By Brooklin Byrd
Asst. Life Editor
Intersect, Union’s sociology club, kicked off its semester of events by inviting Rachel Ryan, child life specialist and a future Union faculty member, to hold a seminar and interact with students interested in taking the unique career path.
Child life specialists operate behind the scenes in hospitals to make the lives of children being treated more enjoyable. The child life specialist occupation is a relatively new field and is gaining interest around the nation and on campus within the Sociology and Family Studies departments.
Shelby Henson, junior family studies major, said child life specialists play an important role in hospital organization and in the encouragement of children.
“A lot of times, all people are worried about is the physical elements and like how we can cure them physically, but they don’t realize everything that’s going on emotionally and mentally, and they don’t realize how to cope with it,” Henson said, emphasizing the role child life specialists play in easing patients’ stress.
Ryan took two teddy bears to the seminar, Patches and Benny, that she uses on a regular basis to show children which procedures doctors will perform. Benny’s tummy can be unzipped to reveal all his vital organs.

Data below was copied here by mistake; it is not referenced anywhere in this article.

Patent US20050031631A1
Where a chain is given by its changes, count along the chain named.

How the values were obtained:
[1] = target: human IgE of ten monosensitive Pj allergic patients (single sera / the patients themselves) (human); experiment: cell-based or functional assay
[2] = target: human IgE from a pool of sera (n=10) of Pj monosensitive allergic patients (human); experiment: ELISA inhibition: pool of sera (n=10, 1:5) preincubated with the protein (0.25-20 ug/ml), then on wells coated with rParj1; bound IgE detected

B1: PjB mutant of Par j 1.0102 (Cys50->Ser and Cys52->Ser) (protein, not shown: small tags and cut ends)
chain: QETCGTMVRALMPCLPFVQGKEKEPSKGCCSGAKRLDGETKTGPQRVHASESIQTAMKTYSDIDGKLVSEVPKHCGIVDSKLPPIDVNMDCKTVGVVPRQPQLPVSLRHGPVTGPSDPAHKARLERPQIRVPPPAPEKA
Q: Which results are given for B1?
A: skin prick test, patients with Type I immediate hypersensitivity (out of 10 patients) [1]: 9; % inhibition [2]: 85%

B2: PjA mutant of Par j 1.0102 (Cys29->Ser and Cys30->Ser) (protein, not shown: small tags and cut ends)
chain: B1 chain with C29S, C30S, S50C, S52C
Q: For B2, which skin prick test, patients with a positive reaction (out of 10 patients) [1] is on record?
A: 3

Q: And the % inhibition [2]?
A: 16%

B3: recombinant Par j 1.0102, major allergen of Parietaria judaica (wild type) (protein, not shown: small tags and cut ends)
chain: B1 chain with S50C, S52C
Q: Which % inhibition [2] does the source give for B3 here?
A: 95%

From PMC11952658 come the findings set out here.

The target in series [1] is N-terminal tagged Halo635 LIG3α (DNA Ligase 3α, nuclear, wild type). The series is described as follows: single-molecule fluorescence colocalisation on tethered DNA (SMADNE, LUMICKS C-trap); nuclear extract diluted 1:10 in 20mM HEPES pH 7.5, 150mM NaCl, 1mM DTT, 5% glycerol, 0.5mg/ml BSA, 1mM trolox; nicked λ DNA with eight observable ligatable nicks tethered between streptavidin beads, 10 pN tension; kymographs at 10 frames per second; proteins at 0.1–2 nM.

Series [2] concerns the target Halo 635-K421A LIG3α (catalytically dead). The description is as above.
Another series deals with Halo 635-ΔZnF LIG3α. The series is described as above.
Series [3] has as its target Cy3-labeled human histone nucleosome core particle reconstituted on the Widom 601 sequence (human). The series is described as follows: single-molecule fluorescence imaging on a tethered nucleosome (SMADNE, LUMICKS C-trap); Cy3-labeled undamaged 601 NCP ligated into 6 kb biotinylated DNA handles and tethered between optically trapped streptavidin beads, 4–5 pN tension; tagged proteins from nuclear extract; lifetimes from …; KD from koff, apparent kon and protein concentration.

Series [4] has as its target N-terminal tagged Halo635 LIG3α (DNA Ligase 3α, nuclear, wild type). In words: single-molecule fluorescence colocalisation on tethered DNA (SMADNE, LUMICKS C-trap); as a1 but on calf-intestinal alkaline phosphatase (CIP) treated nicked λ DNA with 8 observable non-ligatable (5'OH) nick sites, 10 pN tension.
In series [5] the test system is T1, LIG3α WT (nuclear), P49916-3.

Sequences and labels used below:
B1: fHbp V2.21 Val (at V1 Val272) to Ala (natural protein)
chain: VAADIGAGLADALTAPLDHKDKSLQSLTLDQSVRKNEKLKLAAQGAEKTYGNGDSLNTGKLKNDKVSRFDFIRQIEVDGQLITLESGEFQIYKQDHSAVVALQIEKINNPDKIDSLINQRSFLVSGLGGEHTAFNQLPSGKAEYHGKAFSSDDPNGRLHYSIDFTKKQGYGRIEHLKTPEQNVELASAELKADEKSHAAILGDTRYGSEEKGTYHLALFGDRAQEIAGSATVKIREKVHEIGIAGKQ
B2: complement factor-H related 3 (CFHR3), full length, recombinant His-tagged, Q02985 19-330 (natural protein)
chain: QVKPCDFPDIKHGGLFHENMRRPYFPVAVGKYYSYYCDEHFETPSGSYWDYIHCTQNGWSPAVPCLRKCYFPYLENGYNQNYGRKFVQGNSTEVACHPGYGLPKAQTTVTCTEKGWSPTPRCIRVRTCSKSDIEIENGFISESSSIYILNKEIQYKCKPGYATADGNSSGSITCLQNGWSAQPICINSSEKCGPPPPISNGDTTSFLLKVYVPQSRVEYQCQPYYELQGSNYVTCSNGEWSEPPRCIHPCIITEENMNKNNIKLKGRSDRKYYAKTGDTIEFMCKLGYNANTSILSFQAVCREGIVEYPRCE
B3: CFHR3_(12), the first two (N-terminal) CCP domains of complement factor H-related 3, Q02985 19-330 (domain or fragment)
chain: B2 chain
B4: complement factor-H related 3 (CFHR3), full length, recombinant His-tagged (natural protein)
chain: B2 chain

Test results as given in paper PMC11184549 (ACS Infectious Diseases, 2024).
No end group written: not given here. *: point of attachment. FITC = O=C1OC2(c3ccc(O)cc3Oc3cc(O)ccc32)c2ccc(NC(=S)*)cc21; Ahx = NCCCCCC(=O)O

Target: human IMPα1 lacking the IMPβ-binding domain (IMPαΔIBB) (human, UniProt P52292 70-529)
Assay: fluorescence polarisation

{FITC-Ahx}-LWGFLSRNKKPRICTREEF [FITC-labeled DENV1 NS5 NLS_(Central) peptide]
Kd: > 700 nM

The bear is a great tool in communicating with children about surgery, she said. Another popular activity is hosting a prom for teenagers who miss the event due to illness.
Ryan, a Union graduate, is the only certified child life specialist in the Jackson community and will become a faculty member in spring 2013 to advise child life specialist hopefuls and teach a child life specialist class and a parent-child relationship class.
The classes are open to all majors and will provide practical advice for raising a family or working with children.
Dr. Nina Heckler, associate professor of sociology, is excited to have Ryan on staff.
“I think she’ll be a great asset just to be able to offer not only the child life specialist but also for her to, you know, bring in the real world experience into the parent-child class,” Heckler said.